caterpillar fungus Caterpillar Fungus

Caterpillar fungus, or “dong chong xia cao” (summer grass, winter worm) in Chinese, has been a popular element of Chinese medicine for hundreds of years as a way to treat cancer, exhaustion, and, of course, impotency. The product is created during the winter when the ghost moth caterpillar burrows into the ground and hibernates. During this time a fungi enters the caterpillar’s body and eats it from the inside. Eventually, the caterpillar fungus will erupt from the dead insect’s head. While this may sound like the plot of a horror movie, this natural sex-enhancer can cost over $100 per gram depending on where you purchase it.

Bird’s Nest Soup

While many people think of a bird’s nest as nature’s architecture, others enjoy it as a tasty and libido-boosting meal. The soup is not made with just any old bird’s nest, but one made of solidified saliva, as these have the best texture for creating the cuisine. To make the dish, the nest is dissolved in water and, depending on if it is a natural white or red nest, can cost over $100 for a bowl.

hagfish Hagfish

This slime-producing eel is the only animal on the planet that has a skull but no vertebral column or jaw, making it difficult to classify. Although many are unsure as to whether the Hagfish is behind or ahead of the evolution process, one thing is certain – people from Southeast Asia love them. So what is it about these odd-looking creatures that turn people on? Most likely, it is the resemblance to a penis in shape and its production of a large amount of slimy liquid when stroked.

Dog Meat

Though many Westerners may object, in certain Asian countries it is said that eating dog meat creates a warm sensation throughout the body that is linked to passion, intensity, and carnal urges. What’s really unsettling isn’t so much the fact that it’s dog meat that’s being eaten, but that it is believed that the slower and more painful the death of the animal, the more flavorful the meat and the stronger the effects on sexual stamina. I guess for some this is worth it for a steamy night of passion.

[images via raeky, BorgQueen, Genghiskhanviet, Magnus Manske, Lmozero]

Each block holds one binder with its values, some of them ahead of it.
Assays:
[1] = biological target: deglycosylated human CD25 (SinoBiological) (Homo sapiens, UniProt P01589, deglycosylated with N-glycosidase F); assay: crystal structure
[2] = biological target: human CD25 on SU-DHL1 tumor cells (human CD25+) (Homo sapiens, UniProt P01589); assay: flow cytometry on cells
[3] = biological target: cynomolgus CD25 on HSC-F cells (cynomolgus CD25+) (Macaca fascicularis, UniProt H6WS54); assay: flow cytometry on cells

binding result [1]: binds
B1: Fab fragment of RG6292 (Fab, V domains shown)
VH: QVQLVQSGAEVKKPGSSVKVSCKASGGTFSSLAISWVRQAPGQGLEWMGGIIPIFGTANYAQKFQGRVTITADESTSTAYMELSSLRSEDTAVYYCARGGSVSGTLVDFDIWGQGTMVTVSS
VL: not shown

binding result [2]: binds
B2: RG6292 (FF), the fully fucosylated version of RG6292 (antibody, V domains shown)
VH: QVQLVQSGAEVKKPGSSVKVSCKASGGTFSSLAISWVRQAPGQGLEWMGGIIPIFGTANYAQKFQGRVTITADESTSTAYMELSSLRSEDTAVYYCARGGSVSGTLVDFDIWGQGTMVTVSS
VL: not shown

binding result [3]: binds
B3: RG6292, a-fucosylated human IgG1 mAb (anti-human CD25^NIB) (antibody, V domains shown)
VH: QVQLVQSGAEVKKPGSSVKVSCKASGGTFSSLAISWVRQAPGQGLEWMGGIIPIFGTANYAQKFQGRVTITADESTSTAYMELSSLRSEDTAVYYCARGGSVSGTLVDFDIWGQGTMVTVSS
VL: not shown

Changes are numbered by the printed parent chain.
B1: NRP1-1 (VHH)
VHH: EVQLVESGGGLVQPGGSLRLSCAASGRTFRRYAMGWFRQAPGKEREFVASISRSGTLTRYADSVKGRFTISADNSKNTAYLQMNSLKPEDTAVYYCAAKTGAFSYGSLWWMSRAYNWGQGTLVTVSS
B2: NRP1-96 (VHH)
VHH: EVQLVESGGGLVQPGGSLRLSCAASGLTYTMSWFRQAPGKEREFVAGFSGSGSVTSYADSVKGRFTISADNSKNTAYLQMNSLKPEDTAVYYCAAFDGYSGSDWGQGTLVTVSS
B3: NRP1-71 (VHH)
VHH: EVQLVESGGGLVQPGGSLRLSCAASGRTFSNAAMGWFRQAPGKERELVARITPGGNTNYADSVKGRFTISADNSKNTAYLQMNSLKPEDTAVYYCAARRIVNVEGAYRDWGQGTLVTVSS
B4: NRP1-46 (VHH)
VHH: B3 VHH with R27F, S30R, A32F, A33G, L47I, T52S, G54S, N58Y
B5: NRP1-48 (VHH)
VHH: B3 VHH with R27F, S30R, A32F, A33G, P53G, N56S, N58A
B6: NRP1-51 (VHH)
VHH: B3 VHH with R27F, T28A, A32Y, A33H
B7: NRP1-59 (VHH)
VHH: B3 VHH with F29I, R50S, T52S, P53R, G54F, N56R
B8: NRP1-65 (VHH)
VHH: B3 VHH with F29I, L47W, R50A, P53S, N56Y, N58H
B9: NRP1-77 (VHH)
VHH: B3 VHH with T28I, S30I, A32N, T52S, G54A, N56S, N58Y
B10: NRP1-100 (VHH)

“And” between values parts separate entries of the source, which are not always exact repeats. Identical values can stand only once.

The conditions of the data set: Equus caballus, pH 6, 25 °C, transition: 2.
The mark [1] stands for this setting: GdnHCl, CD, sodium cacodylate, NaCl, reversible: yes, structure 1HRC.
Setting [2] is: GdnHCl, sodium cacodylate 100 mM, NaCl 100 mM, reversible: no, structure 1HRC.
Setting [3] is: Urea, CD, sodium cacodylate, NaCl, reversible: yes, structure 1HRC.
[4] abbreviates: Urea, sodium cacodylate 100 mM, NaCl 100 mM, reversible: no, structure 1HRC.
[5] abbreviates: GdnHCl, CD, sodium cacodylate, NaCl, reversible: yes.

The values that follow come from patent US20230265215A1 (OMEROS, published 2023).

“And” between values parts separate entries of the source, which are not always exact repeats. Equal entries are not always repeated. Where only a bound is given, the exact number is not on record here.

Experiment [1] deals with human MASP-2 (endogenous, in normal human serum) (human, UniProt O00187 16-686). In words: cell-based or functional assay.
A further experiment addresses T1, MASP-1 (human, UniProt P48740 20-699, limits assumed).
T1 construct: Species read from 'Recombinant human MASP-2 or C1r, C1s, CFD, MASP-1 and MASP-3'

Horse slaughter: the meat of the matter now that Congress has lifted controversial ban

horse meatIf you’re of a certain age, you might recall that until the 1940’s, horse was eaten in the United States–most notably during World War II, when beef prices rose and supply dwindled. By the eighties, dining on Mr. Ed definitely wasn’t culturally acceptable, even if purchased for “pet food,” and in 1998, California Proposition 6 outlawed horse meat and slaughter for human consumption.

Why, when so much of the world–including much of the EU, Central Asia, Polynesia, Latin America, and Japan–routinely dines upon this delicious, lean, low cholesterol, abundant meat, do we shun it? Blame anthropomorphism and our fervent equestrian culture. Like dogs, cats, guinea pig, alpaca, and other cute, furry creatures consumed with gusto by other ethnicities, Americans just aren’t down with eating what we consider pets.

According to The Chicago Tribune, however, it’s likely that at least one national horse abattoir (slaughterhouse) will be opening soon, most likely in the Midwest. As stated in the story, “Congress lifted the ban in a spending bill President Barack Obama signed into law Nov. 18 to keep the government afloat until mid-December.”

Before you get on your high horse (sorry) over this seemingly inhumane turn of events, let’s examine why the ban was passed in the first place, and why reversing it isn’t necessarily a bad thing. I should also state that I grew up on a horse ranch, and to me, meat is meat. My issues regarding its consumption have and always will lie with humane treatment of said animals during their life up until what should be a quick, merciful death. Is there such a thing as a humane death? Let’s just say that some methods of livestock slaughter are less traumatic than others. But that’s a separate issue, and not the point of this piece.

Despite our cultural aversion to eating horse, the U.S. still slaughtered old, sick,and injured animals, as well as retired racehorses. Even young healthy animals were sent to slaughter for a variety of reasons including overbreeding, profit, or abandonment. Even wild horses and burros were rounded up for slaughter as part of culling programs; it’s still necessary to thin herds to keep them sustainable, as well as protect their habitat from overgrazing and erosion; starvation and predation are cruel deaths. Fortunately, these animals are now protected species and legally can’t be sent to slaughter, so they’re put up for adoption. The downside? What happens to aging and unsound animals, now that rescues and sanctuaries are at capacity and struggling for funding?